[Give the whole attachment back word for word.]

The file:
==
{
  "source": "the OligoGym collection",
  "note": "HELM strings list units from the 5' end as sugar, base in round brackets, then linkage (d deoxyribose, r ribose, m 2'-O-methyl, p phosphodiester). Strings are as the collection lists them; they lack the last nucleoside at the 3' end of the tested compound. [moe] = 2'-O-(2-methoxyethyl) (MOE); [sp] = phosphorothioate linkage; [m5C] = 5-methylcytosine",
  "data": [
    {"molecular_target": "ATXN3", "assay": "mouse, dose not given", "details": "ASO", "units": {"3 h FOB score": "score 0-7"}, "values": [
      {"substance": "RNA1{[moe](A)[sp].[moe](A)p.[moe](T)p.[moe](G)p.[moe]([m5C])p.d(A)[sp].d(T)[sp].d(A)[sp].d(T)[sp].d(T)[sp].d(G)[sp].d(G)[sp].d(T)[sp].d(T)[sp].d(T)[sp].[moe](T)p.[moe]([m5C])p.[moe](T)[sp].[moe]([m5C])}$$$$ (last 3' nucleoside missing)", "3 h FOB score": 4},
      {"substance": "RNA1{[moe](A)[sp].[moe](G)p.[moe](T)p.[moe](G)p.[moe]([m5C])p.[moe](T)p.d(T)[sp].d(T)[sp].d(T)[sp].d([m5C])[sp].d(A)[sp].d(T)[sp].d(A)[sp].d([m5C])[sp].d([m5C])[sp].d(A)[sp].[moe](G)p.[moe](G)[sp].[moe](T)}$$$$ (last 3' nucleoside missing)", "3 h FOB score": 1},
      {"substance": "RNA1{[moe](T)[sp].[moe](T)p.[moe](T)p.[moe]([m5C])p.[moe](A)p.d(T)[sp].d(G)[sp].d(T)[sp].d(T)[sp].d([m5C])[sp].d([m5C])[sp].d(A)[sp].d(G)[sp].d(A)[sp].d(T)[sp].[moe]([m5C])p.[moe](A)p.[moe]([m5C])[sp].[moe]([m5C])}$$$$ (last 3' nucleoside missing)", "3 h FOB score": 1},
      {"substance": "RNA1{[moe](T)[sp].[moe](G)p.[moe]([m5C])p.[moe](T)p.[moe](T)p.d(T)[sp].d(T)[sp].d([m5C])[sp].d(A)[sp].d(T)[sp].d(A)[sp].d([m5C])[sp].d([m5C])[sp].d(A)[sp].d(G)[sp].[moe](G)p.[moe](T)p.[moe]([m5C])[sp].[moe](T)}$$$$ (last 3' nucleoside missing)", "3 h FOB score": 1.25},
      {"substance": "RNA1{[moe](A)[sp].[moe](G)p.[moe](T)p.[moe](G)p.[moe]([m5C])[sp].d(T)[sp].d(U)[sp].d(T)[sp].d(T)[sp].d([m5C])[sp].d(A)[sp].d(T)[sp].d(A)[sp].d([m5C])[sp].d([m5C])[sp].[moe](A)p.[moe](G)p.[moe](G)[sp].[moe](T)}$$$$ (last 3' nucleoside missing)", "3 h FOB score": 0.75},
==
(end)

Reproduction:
{
  "source": "the OligoGym collection",
  "note": "HELM strings list units from the 5' end as sugar, base in round brackets, then linkage (d deoxyribose, r ribose, m 2'-O-methyl, p phosphodiester). Strings are as the collection lists them; they lack the last nucleoside at the 3' end of the tested compound. [moe] = 2'-O-(2-methoxyethyl) (MOE); [sp] = phosphorothioate linkage; [m5C] = 5-methylcytosine",
  "data": [
    {"molecular_target": "ATXN3", "assay": "mouse, dose not given", "details": "ASO", "units": {"3 h FOB score": "score 0-7"}, "values": [
      {"substance": "RNA1{[moe](A)[sp].[moe](A)p.[moe](T)p.[moe](G)p.[moe]([m5C])p.d(A)[sp].d(T)[sp].d(A)[sp].d(T)[sp].d(T)[sp].d(G)[sp].d(G)[sp].d(T)[sp].d(T)[sp].d(T)[sp].[moe](T)p.[moe]([m5C])p.[moe](T)[sp].[moe]([m5C])}$$$$ (last 3' nucleoside missing)", "3 h FOB score": 4},
      {"substance": "RNA1{[moe](A)[sp].[moe](G)p.[moe](T)p.[moe](G)p.[moe]([m5C])p.[moe](T)p.d(T)[sp].d(T)[sp].d(T)[sp].d([m5C])[sp].d(A)[sp].d(T)[sp].d(A)[sp].d([m5C])[sp].d([m5C])[sp].d(A)[sp].[moe](G)p.[moe](G)[sp].[moe](T)}$$$$ (last 3' nucleoside missing)", "3 h FOB score": 1},
      {"substance": "RNA1{[moe](T)[sp].[moe](T)p.[moe](T)p.[moe]([m5C])p.[moe](A)p.d(T)[sp].d(G)[sp].d(T)[sp].d(T)[sp].d([m5C])[sp].d([m5C])[sp].d(A)[sp].d(G)[sp].d(A)[sp].d(T)[sp].[moe]([m5C])p.[moe](A)p.[moe]([m5C])[sp].[moe]([m5C])}$$$$ (last 3' nucleoside missing)", "3 h FOB score": 1},
      {"substance": "RNA1{[moe](T)[sp].[moe](G)p.[moe]([m5C])p.[moe](T)p.[moe](T)p.d(T)[sp].d(T)[sp].d([m5C])[sp].d(A)[sp].d(T)[sp].d(A)[sp].d([m5C])[sp].d([m5C])[sp].d(A)[sp].d(G)[sp].[moe](G)p.[moe](T)p.[moe]([m5C])[sp].[moe](T)}$$$$ (last 3' nucleoside missing)", "3 h FOB score": 1.25},
      {"substance": "RNA1{[moe](A)[sp].[moe](G)p.[moe](T)p.[moe](G)p.[moe]([m5C])[sp].d(T)[sp].d(U)[sp].d(T)[sp].d(T)[sp].d([m5C])[sp].d(A)[sp].d(T)[sp].d(A)[sp].d([m5C])[sp].d([m5C])[sp].[moe](A)p.[moe](G)p.[moe](G)[sp].[moe](T)}$$$$ (last 3' nucleoside missing)", "3 h FOB score": 0.75},